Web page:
3. Are these vessels operated by locals who generally have a keen knowledge of the waters around the island, or are they persons who have to knowledge of our Island and just stepped off a plane with a piece of paper stating that  he is qualified to run a boat on Lake Woebegone in Minnesota or  wherever?


    4. Why don't we have metered taxis in operation yet on this Island. And why don't we have identification of the drivers prominently posted in the Taxis   where passengers can have their names and I D No. And a number to call  in the event they have a dispute with the driver to report incidents such as the one below.


    These are some of the many questions to be asked in relation to the operation of recreational services such as these.  Because as it is the visitors are being ripped off by "some" unscrupulous taxi  drivers  who take advantage of our visitors and others. Just the other night I spoke with a group of ladies at a restaurant who were from New York and were visiting our Island for the first time.  They had taken a taxi to a local restaurant  just three [3] miles from their Hotel, and were charged CI$25.00 one way. They mentioned this to the  owner of the restaurant, and expressed their concerns about taking another taxi back to the Hotel not wanting to get fleeced a second time. These are the things that we must look into if weare to bring back a tourism product where visitors can feel comfortable and keep returning to our Island time and time again.  Oh I almost forgot! The owner was  so upset about this, that he had one of his employees drive the ladies back to their Hotel.  The sad thing about this story is, that  some honest taxi driver missed a fare that  may have established a future relationship with these ladies should they return. 

    "THESE ARE" the kind of things that  "DESTROY OUR TOURISM PRODUCT". Please Mr. Minister or Mr. Director of tourism, lets do something before it's too late.




    • Diogenes says:

      I agree with the general thrust of your comment, but do note that yor point 2 – having formal qualifications to operate commercial boats – is somewhat contradictory to point 3 – criticising expatriates who have formal water safety qualifications.  As there are no such licencing rules in the Cayman Islands, it is more likely than not that locals will not have formal qualifications even if they have a keen knowledge of the local waters.  And as for what those qualifications are – a USCG 6 pack licence is a pretty good professional qualification, whether earned for Lake Woebegone or anywhere else in the US – the standard is the same.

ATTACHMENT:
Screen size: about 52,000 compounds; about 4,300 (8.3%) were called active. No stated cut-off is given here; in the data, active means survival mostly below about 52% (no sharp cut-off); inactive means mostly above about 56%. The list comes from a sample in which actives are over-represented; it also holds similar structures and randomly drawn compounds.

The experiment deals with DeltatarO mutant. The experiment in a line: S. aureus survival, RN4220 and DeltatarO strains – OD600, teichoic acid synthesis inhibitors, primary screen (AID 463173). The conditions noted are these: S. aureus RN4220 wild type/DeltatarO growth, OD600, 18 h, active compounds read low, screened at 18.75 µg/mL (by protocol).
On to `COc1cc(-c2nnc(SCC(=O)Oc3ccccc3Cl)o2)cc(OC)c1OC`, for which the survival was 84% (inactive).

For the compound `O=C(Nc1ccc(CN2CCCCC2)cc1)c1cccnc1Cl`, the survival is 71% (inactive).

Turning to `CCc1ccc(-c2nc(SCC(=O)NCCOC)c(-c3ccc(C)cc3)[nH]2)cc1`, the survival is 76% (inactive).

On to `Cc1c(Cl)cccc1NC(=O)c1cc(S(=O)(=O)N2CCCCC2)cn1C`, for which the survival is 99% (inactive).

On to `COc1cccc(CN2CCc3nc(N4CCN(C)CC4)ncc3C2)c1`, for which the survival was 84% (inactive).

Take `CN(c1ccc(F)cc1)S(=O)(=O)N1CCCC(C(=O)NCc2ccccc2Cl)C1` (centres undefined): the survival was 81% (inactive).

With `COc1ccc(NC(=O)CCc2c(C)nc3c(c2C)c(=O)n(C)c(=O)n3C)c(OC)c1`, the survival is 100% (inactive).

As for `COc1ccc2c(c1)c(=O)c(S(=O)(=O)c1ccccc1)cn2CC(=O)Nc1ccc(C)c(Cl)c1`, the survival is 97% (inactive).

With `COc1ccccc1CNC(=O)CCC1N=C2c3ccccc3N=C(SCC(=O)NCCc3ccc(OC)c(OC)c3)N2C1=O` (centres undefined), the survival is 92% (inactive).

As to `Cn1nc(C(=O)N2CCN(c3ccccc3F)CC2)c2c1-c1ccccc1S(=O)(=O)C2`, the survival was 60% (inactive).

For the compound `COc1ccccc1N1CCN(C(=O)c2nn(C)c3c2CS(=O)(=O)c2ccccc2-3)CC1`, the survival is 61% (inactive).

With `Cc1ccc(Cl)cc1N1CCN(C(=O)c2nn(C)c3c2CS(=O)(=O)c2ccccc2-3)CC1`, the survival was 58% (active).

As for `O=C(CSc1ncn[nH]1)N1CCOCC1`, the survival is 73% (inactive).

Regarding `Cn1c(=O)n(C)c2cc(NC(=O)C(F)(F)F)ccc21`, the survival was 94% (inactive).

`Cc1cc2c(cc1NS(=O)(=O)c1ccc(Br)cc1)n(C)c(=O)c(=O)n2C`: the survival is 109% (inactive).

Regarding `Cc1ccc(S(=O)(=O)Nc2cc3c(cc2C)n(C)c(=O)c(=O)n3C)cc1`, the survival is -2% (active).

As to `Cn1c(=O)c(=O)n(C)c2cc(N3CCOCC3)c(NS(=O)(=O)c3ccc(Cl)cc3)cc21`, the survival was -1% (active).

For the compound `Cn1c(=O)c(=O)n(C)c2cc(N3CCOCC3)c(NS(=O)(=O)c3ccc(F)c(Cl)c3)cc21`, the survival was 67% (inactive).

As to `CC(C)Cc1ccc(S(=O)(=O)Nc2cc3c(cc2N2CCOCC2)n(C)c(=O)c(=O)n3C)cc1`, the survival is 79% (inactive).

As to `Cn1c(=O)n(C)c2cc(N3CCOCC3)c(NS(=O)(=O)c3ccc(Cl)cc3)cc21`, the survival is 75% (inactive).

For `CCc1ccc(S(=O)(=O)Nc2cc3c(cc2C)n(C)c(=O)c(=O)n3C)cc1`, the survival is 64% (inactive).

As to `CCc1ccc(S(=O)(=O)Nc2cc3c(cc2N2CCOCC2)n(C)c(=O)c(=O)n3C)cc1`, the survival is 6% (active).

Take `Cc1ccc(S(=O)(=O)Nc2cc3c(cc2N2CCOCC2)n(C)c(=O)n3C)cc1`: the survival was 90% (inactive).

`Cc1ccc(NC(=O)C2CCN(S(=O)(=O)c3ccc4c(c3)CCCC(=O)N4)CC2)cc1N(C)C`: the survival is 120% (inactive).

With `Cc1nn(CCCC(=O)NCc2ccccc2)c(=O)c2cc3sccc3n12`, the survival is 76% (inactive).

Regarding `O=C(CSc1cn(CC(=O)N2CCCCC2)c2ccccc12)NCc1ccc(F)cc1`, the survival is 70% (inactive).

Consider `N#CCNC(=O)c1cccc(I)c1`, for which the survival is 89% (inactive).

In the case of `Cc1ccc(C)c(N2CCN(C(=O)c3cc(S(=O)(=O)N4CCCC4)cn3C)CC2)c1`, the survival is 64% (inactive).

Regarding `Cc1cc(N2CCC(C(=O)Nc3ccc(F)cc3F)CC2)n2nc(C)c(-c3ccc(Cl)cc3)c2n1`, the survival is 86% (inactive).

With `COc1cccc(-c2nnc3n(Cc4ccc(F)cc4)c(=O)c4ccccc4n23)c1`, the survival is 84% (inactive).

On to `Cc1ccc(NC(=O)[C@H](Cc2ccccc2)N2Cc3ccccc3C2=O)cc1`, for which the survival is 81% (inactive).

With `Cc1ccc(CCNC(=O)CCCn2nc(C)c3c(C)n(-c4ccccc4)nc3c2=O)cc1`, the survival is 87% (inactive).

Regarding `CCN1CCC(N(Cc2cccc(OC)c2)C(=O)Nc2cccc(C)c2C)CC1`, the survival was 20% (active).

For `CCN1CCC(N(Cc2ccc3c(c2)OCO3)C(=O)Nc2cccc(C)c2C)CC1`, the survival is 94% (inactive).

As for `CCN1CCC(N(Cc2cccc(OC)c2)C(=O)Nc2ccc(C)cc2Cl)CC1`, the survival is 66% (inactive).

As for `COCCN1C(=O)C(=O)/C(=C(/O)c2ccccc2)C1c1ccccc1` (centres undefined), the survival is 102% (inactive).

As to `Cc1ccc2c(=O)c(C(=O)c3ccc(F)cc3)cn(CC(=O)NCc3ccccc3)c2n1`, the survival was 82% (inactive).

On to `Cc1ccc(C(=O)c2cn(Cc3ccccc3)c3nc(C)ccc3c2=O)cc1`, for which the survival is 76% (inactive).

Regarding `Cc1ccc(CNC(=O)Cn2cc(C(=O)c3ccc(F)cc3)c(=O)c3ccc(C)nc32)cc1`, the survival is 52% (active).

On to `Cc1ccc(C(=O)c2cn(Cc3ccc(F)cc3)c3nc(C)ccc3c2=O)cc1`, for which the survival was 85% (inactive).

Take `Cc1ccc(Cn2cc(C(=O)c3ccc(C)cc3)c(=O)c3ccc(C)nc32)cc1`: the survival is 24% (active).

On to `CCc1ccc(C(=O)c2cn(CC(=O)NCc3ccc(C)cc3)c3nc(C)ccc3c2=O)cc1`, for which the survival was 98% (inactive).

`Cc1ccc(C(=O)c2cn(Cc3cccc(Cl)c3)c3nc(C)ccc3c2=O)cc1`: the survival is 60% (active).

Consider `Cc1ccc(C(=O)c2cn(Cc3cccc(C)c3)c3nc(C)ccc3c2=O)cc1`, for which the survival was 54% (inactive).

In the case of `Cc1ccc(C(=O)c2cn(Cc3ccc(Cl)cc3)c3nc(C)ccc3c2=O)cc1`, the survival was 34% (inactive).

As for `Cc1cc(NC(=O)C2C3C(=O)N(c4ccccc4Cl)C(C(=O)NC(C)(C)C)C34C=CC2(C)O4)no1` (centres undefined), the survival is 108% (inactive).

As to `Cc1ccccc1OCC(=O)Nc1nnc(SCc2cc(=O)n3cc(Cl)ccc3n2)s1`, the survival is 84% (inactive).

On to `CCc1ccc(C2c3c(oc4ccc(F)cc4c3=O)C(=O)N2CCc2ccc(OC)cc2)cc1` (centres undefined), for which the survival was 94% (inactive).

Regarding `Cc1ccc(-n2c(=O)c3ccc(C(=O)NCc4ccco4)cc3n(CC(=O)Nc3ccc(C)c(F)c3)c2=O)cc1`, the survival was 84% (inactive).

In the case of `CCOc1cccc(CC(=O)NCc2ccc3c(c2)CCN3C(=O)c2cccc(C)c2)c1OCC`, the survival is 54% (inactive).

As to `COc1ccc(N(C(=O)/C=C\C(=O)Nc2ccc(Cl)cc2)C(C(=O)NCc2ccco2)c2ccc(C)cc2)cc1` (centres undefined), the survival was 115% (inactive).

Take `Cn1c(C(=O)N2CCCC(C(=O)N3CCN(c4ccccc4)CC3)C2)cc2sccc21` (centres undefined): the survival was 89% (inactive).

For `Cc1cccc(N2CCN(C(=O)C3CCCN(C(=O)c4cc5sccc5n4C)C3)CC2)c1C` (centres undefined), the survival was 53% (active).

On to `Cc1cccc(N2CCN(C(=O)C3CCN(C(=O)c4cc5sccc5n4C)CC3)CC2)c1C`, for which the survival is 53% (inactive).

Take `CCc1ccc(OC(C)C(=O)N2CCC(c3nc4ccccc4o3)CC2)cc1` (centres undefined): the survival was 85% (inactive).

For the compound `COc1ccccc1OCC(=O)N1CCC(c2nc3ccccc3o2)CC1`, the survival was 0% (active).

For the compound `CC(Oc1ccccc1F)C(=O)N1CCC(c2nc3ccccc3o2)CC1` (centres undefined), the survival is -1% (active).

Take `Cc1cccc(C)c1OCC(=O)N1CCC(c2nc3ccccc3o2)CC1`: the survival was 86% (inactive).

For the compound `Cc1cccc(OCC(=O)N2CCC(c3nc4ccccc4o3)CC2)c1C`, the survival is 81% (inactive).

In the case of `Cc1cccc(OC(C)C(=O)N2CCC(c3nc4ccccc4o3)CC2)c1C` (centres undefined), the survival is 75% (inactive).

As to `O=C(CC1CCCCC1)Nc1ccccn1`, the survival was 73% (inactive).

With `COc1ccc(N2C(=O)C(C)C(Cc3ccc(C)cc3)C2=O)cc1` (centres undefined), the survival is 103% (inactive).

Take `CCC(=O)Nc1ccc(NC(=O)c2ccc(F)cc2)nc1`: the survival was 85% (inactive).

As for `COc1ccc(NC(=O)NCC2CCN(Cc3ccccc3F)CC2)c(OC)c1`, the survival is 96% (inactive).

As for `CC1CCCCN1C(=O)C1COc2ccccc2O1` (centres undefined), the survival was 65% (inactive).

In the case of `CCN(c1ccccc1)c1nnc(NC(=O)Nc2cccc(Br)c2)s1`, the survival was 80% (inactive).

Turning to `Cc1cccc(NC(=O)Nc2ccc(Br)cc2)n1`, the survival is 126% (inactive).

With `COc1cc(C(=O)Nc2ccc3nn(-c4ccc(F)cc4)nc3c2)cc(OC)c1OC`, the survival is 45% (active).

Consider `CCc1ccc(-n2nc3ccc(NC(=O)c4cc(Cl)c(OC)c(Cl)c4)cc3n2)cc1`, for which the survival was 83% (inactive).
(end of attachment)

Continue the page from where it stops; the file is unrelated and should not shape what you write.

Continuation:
• Agree says:

        A USCG 6 pack skipper license would BE a thing to promote tourism.  I'd choose Cayman over another island if I KNEW that ALL our boat operators had to be licensed professionals and we have and ENFORCE regulations.  To insist on this has no downside. 

        • Anonymous (not verified) says:

          My first dive was in the 70’s, at age 8. I dove frequently, working as an assistant dive master by 15, and full at 17. I learned the tables backwards, have a total safety record, and introduced delighted visitors to Waldo and then Bugsy – and then, by the early 90’s could no longer get tanks filled because I had no C card. So I got certified, by a dope smoking hippie from the US on an adventure between high school and college, who at least had the decency to express embarrassment at certifying me – but hey, he was a professional!